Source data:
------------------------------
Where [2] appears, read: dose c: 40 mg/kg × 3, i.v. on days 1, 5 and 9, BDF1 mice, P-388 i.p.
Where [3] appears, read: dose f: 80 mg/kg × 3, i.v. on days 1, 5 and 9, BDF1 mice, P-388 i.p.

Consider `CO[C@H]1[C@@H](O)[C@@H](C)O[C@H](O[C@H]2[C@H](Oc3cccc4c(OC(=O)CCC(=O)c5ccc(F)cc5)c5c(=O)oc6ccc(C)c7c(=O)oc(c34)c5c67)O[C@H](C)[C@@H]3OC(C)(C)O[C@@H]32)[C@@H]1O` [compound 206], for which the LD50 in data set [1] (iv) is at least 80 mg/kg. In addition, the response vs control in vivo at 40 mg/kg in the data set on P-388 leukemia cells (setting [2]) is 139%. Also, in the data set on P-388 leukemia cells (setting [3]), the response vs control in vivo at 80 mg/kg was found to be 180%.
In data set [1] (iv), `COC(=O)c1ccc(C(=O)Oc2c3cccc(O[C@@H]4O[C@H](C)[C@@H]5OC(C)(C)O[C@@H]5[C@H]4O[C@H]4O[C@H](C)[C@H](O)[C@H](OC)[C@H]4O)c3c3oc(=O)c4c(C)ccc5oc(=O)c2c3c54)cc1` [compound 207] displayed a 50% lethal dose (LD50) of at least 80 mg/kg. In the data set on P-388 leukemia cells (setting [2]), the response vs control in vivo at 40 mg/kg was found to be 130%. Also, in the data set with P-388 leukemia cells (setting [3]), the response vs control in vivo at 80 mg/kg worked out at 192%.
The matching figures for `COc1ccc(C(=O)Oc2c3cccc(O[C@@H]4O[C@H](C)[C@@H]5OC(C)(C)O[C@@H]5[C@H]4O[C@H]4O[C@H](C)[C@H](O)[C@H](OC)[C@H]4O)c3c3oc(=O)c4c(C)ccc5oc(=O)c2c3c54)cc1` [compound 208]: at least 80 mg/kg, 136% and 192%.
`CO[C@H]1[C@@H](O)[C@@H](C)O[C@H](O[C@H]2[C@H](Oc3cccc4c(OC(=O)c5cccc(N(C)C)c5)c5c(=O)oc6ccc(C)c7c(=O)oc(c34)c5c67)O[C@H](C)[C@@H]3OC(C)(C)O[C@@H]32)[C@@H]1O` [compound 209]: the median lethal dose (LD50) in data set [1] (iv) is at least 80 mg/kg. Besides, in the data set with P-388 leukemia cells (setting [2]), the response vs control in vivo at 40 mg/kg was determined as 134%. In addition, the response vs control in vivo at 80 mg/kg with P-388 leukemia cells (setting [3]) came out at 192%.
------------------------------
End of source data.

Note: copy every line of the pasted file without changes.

Where [2] appears, read: dose c: 40 mg/kg × 3, i.v. on days 1, 5 and 9, BDF1 mice, P-388 i.p.
Where [3] appears, read: dose f: 80 mg/kg × 3, i.v. on days 1, 5 and 9, BDF1 mice, P-388 i.p.

Consider `CO[C@H]1[C@@H](O)[C@@H](C)O[C@H](O[C@H]2[C@H](Oc3cccc4c(OC(=O)CCC(=O)c5ccc(F)cc5)c5c(=O)oc6ccc(C)c7c(=O)oc(c34)c5c67)O[C@H](C)[C@@H]3OC(C)(C)O[C@@H]32)[C@@H]1O` [compound 206], for which the LD50 in data set [1] (iv) is at least 80 mg/kg. In addition, the response vs control in vivo at 40 mg/kg in the data set on P-388 leukemia cells (setting [2]) is 139%. Also, in the data set on P-388 leukemia cells (setting [3]), the response vs control in vivo at 80 mg/kg was found to be 180%.
In data set [1] (iv), `COC(=O)c1ccc(C(=O)Oc2c3cccc(O[C@@H]4O[C@H](C)[C@@H]5OC(C)(C)O[C@@H]5[C@H]4O[C@H]4O[C@H](C)[C@H](O)[C@H](OC)[C@H]4O)c3c3oc(=O)c4c(C)ccc5oc(=O)c2c3c54)cc1` [compound 207] displayed a 50% lethal dose (LD50) of at least 80 mg/kg. In the data set on P-388 leukemia cells (setting [2]), the response vs control in vivo at 40 mg/kg was found to be 130%. Also, in the data set with P-388 leukemia cells (setting [3]), the response vs control in vivo at 80 mg/kg worked out at 192%.
The matching figures for `COc1ccc(C(=O)Oc2c3cccc(O[C@@H]4O[C@H](C)[C@@H]5OC(C)(C)O[C@@H]5[C@H]4O[C@H]4O[C@H](C)[C@H](O)[C@H](OC)[C@H]4O)c3c3oc(=O)c4c(C)ccc5oc(=O)c2c3c54)cc1` [compound 208]: at least 80 mg/kg, 136% and 192%.
`CO[C@H]1[C@@H](O)[C@@H](C)O[C@H](O[C@H]2[C@H](Oc3cccc4c(OC(=O)c5cccc(N(C)C)c5)c5c(=O)oc6ccc(C)c7c(=O)oc(c34)c5c67)O[C@H](C)[C@@H]3OC(C)(C)O[C@@H]32)[C@@H]1O` [compound 209]: the median lethal dose (LD50) in data set [1] (iv) is at least 80 mg/kg. Besides, in the data set with P-388 leukemia cells (setting [2]), the response vs control in vivo at 40 mg/kg was determined as 134%. In addition, the response vs control in vivo at 80 mg/kg with P-388 leukemia cells (setting [3]) came out at 192%.